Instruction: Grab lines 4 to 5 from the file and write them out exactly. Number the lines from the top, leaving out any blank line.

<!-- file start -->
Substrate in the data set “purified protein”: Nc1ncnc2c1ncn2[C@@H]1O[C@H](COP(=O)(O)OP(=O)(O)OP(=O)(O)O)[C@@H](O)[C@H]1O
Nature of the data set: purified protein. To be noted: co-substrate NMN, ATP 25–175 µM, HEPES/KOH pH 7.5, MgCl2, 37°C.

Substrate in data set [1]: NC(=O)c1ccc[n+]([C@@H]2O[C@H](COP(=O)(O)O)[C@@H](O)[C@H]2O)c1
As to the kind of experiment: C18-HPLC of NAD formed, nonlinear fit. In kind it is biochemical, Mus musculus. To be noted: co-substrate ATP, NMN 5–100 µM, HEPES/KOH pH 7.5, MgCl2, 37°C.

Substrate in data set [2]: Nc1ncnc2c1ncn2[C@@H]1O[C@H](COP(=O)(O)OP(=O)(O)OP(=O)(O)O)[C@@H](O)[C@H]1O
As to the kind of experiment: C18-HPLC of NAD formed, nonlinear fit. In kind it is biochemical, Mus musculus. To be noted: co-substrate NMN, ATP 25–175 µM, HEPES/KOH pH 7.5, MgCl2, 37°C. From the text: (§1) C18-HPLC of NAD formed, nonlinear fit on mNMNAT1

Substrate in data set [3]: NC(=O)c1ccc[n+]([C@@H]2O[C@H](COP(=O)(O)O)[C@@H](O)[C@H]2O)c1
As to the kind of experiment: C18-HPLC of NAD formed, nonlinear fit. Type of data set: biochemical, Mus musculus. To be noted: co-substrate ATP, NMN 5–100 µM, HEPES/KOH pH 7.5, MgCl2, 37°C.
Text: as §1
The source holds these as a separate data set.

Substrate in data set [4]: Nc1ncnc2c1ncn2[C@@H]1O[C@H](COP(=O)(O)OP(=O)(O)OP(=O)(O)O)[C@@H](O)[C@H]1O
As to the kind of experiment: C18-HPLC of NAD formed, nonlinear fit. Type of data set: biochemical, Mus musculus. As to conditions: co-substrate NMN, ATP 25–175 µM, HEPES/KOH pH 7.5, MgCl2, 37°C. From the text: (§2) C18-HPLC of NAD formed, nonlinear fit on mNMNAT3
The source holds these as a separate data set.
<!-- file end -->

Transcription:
As to the kind of experiment: C18-HPLC of NAD formed, nonlinear fit. In kind it is biochemical, Mus musculus. To be noted: co-substrate ATP, NMN 5–100 µM, HEPES/KOH pH 7.5, MgCl2, 37°C.

Substrate in data set [2]: Nc1ncnc2c1ncn2[C@@H]1O[C@H](COP(=O)(O)OP(=O)(O)OP(=O)(O)O)[C@@H](O)[C@H]1O